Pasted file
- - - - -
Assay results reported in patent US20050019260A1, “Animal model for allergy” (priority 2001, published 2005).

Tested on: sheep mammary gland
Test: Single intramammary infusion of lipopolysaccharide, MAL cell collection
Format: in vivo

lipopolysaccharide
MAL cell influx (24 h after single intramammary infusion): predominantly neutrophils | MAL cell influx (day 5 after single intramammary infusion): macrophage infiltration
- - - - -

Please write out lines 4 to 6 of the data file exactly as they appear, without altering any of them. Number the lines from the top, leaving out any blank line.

Format: in vivo

lipopolysaccharide
MAL cell influx (24 h after single intramammary infusion): predominantly neutrophils | MAL cell influx (day 5 after single intramammary infusion): macrophage infiltration